I toyed with the idea of getting ps for the $700 ($400 on ebay, but that makes me nervous), but in the end I decided that I really didn't need all that. Getting pse and premier elements (combined on bestbuy.com) for $80 was fine. If you buy ps for maps that is like using a hand grenade to kill a bee.

voidgere
02-11-2009, 11:05 PM
...i like hand grenades.

And a friend of mine (who is a professional photographer), gave me his copy of PS 7 when he upgraded recently.

So I got 700 dollar software for free? hmmm, maybe a case of beer wasn't payment enough....next stop, liquor store!!

layer masks, ive seen them but never toyed with them. CYKM? never even heard of that but i might have seen that in the same menu that i use to change between RGB and Indexed colors.

jfrazierjr
02-11-2009, 11:47 PM
layer masks, ive seen them but never toyed with them.

That should be your first goal to learn then. It just so happens that I have a GIMP tutorial that goes over the basics of layer masks and pretty much all of the ideas can be transferred to PS. Also, Del. made one just for PS since it has some layer mask options GIMP does not have. Check my sig for the link to mine...

voidgere
02-11-2009, 11:59 PM
Holy smokes!!!

That is the damnedest tutorial ive read so far. It gave me several ideas alone. I think with a few more days of these tutorials, I will have enough to actually begin my first map.

jfrazierjr
02-12-2009, 10:15 AM
Holy smokes!!!

That is the damnedest tutorial ive read so far. It gave me several ideas alone. I think with a few more days of these tutorials, I will have enough to actually begin my first map.

ummmm is that a good thing or a bad thing?

Midgardsormr
02-12-2009, 02:20 PM
CYKM? never even heard of that but i might have seen that in the same menu that i use to change between RGB and Indexed colors.

CMYK stands for Cyan Magenta Yellow and Black. Those are what are known as the process colors and are used for subtractive color mixing, like paint or ink. Yellow and Blue make Green.

Since your monitor works in the RGB additive color space, most of the time there is no reason to work on a document in CMYK. The only time you'd need to do that is if you had print samples you were working from and wanted to precisely match colors. Otherwise, even if you're working toward print, most printers can easily convert from RGB to CMYK. The colors won't match precisely, but they never will unless you use a colorimeter to calibrate your monitor. The only reason to need that, though, is if you're doing serious professional graphic design work.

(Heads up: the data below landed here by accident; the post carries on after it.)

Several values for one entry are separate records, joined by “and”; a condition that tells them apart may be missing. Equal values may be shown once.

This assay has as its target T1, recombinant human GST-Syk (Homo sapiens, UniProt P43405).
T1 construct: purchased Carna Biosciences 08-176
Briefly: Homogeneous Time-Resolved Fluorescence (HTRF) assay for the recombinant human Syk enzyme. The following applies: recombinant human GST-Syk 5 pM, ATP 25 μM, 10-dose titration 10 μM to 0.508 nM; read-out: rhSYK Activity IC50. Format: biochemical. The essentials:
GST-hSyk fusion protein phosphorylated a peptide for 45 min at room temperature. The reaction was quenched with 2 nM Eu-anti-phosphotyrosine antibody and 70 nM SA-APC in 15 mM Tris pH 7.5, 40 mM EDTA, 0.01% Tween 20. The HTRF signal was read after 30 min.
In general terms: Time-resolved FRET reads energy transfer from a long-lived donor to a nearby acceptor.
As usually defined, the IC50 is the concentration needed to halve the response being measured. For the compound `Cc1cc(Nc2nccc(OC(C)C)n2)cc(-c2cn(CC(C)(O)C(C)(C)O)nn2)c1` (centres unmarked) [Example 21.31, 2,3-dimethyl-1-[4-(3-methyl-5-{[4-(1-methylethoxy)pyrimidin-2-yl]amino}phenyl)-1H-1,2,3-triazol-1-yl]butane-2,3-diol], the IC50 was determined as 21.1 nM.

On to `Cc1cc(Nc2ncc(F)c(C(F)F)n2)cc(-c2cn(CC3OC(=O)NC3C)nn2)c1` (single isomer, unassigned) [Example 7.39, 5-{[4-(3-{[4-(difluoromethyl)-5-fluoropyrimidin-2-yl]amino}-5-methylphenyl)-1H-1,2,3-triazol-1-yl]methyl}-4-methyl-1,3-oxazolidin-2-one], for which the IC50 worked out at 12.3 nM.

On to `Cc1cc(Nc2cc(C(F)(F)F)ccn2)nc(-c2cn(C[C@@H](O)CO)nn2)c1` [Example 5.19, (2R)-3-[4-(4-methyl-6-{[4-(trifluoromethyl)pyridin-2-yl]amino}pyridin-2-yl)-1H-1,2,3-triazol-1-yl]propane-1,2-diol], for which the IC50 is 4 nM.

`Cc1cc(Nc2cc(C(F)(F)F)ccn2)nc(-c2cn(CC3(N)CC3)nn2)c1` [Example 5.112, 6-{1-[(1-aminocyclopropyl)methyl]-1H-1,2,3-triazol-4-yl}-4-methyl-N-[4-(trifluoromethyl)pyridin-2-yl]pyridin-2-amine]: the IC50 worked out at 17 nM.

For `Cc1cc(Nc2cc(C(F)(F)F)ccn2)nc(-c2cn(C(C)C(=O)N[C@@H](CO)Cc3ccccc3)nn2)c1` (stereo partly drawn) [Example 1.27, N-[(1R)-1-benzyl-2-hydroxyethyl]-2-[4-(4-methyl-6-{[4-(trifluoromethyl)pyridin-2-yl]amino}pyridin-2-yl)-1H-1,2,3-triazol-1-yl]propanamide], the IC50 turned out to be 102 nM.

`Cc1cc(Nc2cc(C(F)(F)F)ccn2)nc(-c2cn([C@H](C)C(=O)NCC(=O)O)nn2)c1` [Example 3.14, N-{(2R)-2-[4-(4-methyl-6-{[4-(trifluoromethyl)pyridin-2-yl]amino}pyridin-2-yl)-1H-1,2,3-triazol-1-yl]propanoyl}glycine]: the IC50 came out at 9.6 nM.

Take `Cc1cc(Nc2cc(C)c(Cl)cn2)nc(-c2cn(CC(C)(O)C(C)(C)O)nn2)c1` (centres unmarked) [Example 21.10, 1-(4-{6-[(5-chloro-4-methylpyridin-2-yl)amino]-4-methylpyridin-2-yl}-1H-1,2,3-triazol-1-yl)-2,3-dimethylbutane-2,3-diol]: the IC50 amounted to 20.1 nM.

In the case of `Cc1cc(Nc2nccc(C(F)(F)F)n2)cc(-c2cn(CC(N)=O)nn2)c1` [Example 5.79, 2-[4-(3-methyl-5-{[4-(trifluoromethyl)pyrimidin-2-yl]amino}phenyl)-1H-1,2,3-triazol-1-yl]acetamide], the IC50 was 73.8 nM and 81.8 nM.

Ahem. /color theory lesson.

voidgere
02-12-2009, 06:27 PM
ummmm is that a good thing or a bad thing?
That is a very good thing. Thank you for the information. And the same to you, Midgardsormr. I like knowledge for the sake of knowing.

CRasterImage
02-13-2009, 11:10 AM
The colors won't match precisely, but they never will unless you use a colorimeter to calibrate your monitor.

Actually, CMYK has a smaller color range than RGB. Meaning, RGB can depict some colors that CMYK cannot. Notably the vibrant edges of the RGB range near pure red, pure blue and pure green. When those colors are reproduced in ink, they are not as vibrant. They have to allow some white to show through, (low K) in order to get the brightness needed. Which tends to make the color more pastel. Rather than vibrant. (vibrant = high saturation + brightness)

Redrobes
02-13-2009, 07:17 PM
Lots of tech info about bitmaps and color spaces on my tut...
http://www.cartographersguild.com/showthread.php?t=2596